In the following detailed description, reference is made to the accompanying drawings, which show specific embodiments in which the invention may be practiced. These embodiments are described in sufficient detail to enable those skilled in the art to practice the invention. It is to be understood that other embodiments may be utilized and structural changes made, such that the following detailed description is not to be taken in a limiting sense.

FIGS. 1–3 illustrate a package 10. The package 10 includes an enclosure 11 that stores a first substance 14 and a second substance 15 (see FIG. 2). The package 10 further includes a plastic zipper 18 that segregates the first substance 14 from the second substance 15 within the enclosure 11. Opening the plastic zipper 18 allows the first substance 14 and the second substance 15 to be mixed inside the enclosure 11 (see FIG. 3).

In the example package 10 illustrated in FIGS. 1–3, the enclosure 11 is formed of a first layer 21 and a second layer 22. The first and second layers 21, 22 each include a perimeter such that the perimeter of the first layer 21 is sealed to the perimeter of the second layer 22 to form the enclosure 11. Although the enclosure 11 may be made from any conventional material, the appropriate material for enclosure 11 will be determined by the type of substances that are stored within the enclosure 11. It should be noted that a portion of the enclosure 11 may be transparent to facilitate observing the degree of mixing between the first substance 14 and the second substance 15.

The first substance 14 may be a gas, liquid or solid and the second substance 15 may be a gas, liquid or solid. In some sample applications, mixing the first substance 14 with the second substance 15 produces a chemical reaction between the first substance 14 and the second substance 15 within the enclosure 11. As an example, at least one of the first and second layers 21, 22 may be partially formed of a gas-permeable material that permits a gas, which is formed by mixing the first and second substances 14, 15 together, to permeate through the enclosure 11.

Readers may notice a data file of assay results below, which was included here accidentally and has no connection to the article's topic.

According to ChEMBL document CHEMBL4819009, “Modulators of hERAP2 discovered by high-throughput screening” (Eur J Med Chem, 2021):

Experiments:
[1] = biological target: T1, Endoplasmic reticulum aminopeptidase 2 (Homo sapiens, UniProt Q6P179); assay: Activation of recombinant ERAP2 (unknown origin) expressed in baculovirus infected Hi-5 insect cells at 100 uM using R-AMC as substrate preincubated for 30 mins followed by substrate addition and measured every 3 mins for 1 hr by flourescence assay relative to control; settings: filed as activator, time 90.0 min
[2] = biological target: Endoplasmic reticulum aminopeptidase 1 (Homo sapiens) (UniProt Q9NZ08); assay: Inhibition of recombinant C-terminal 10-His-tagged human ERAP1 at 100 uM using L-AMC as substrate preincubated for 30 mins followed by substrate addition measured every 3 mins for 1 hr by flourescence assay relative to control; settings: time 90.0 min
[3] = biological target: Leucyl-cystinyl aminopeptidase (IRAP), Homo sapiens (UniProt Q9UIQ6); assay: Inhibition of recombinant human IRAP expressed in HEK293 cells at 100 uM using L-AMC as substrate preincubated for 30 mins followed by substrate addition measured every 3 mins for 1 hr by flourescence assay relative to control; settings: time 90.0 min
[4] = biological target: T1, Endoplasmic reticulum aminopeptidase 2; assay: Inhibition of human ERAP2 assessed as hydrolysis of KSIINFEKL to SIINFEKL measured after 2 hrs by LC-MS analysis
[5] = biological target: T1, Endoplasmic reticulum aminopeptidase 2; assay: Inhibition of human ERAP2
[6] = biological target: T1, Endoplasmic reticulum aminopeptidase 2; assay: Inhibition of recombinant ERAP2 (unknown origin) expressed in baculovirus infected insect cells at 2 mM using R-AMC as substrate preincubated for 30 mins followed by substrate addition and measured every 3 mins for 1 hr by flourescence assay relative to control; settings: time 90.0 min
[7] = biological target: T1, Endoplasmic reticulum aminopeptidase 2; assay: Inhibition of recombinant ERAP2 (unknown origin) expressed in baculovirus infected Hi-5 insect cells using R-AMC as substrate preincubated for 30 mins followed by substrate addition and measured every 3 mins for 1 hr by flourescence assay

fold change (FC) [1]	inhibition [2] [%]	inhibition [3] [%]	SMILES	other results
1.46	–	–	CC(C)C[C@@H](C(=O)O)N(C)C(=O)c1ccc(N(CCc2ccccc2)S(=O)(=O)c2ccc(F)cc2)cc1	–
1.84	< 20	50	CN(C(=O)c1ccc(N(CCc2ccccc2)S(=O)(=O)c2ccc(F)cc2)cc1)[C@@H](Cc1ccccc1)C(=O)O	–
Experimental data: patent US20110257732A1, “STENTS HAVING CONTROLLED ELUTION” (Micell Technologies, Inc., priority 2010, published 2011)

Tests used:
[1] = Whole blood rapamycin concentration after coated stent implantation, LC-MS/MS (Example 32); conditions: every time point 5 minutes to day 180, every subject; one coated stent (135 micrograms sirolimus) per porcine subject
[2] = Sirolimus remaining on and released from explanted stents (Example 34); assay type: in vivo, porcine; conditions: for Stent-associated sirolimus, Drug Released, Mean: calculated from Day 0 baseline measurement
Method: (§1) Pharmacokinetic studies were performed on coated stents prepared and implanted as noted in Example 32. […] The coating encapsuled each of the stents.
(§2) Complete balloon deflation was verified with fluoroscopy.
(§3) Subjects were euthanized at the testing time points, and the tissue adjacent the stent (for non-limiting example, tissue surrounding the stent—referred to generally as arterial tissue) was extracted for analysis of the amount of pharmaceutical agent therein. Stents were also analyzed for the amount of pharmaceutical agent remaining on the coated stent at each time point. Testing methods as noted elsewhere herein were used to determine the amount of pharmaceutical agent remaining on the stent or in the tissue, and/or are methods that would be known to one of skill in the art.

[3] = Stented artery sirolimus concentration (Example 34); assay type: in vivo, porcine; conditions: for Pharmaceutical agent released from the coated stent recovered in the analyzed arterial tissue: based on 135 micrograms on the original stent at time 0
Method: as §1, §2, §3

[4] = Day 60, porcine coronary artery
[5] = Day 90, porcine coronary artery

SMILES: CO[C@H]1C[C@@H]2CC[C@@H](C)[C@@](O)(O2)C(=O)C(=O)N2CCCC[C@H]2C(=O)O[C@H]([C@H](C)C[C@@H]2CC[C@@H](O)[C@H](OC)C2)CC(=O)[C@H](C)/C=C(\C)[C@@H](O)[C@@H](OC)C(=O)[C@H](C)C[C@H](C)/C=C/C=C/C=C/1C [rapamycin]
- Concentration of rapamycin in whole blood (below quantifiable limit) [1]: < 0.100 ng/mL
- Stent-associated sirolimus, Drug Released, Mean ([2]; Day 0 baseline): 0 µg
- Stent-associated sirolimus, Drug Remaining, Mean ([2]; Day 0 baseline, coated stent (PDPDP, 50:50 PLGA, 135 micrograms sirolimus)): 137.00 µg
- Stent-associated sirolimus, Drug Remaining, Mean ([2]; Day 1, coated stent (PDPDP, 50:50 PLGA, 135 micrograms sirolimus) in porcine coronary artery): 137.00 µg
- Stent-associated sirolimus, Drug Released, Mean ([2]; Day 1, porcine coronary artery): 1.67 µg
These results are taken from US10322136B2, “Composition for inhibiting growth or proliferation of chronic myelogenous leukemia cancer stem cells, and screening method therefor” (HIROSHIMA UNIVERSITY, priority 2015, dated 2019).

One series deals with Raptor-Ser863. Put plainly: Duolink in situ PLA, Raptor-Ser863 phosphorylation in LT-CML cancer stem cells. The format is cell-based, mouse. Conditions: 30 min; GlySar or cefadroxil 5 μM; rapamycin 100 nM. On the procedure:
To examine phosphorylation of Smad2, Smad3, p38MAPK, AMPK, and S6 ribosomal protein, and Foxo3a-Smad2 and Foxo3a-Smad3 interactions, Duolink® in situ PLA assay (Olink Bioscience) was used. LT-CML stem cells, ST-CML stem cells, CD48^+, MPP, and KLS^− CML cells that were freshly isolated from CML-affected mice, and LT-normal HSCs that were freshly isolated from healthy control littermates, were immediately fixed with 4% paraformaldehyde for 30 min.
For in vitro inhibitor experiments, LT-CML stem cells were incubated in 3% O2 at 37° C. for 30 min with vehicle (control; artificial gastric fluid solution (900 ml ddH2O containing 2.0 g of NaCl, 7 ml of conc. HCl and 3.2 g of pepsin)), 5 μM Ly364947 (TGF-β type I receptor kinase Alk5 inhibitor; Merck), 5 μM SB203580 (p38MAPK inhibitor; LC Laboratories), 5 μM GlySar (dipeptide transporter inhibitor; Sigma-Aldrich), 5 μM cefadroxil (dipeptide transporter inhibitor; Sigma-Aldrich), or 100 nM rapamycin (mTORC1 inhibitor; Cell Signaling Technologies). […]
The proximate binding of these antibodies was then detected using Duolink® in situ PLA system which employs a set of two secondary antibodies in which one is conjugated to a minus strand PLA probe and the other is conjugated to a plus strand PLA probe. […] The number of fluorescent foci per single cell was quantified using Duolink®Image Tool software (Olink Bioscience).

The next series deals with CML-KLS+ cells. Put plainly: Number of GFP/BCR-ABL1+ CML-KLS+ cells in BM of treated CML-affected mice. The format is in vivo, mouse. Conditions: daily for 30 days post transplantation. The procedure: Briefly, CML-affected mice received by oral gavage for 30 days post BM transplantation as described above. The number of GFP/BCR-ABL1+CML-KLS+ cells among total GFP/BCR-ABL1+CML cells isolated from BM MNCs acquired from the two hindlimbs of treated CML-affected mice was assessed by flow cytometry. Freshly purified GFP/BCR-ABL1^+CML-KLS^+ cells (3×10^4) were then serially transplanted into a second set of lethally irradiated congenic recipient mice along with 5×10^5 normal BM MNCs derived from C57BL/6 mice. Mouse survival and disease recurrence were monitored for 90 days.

The package 10 may further include a first tab 24 that is attached to an outer surface 25 of the first layer 21 and a second tab 27 that is attached to an outer surface 28 of the second layer 22. In the illustrated example package 10, the first tab 24 and the second tab 27 are adjacent to the plastic zipper 18.

Although plastic zipper 18 is shown as segregating the enclosure 11 into two compartments that are of equal size, plastic zipper 18 may segregate the enclosure 11 into compartments that are of unequal size, or into more than two compartments. The number, type and shape of the compartments will depend on the number and quantities of materials that need to be mixed together within the enclosure 11.

FIGS. 4–6 illustrate another package 50. The package 50 includes a gas-permeable enclosure 51, and a first solid substance 54 and a second solid substance 55 that are stored within the enclosure 51 (see FIG. 5). The package 50 further includes a mechanism 58, such as a plastic zipper, that segregates the first solid substance 54 from the second solid substance 55. Opening the mechanism 58 allows the first solid substance 54 and the second solid substance 55 to be mixed together inside the gas-permeable enclosure 51 (see FIG. 6). The mechanism 58 may segregate the gas-permeable enclosure 51 into two compartments that are of equal size, unequal size, or into more than two compartments.

As an example, the first solid substance 54 includes ferric chloride and the second solid substance 55 includes sodium chlorite which produce a gas 56 (i.e., chlorine dioxide) when mixed together. At least one of the first solid substance 54 and the second solid substance 55 may be impregnated into zeolite particles to facilitate generating the gas 56. The gas-permeable enclosure 51 allows the gas 56, which is produced by mixing the first solid substance 54 with the second solid substance 55, to permeate through the gas-permeable enclosure 51.